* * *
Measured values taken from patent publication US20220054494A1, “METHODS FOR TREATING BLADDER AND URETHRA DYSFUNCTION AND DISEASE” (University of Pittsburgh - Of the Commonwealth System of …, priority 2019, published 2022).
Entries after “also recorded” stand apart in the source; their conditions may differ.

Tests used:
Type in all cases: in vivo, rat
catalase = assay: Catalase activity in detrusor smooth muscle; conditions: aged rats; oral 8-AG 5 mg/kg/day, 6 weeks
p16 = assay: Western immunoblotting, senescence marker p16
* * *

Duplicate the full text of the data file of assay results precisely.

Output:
Measured values taken from patent publication US20220054494A1, “METHODS FOR TREATING BLADDER AND URETHRA DYSFUNCTION AND DISEASE” (University of Pittsburgh - Of the Commonwealth System of …, priority 2019, published 2022).
Entries after “also recorded” stand apart in the source; their conditions may differ.

Tests used:
Type in all cases: in vivo, rat
catalase = assay: Catalase activity in detrusor smooth muscle; conditions: aged rats; oral 8-AG 5 mg/kg/day, 6 weeks
p16 = assay: Western immunoblotting, senescence marker p16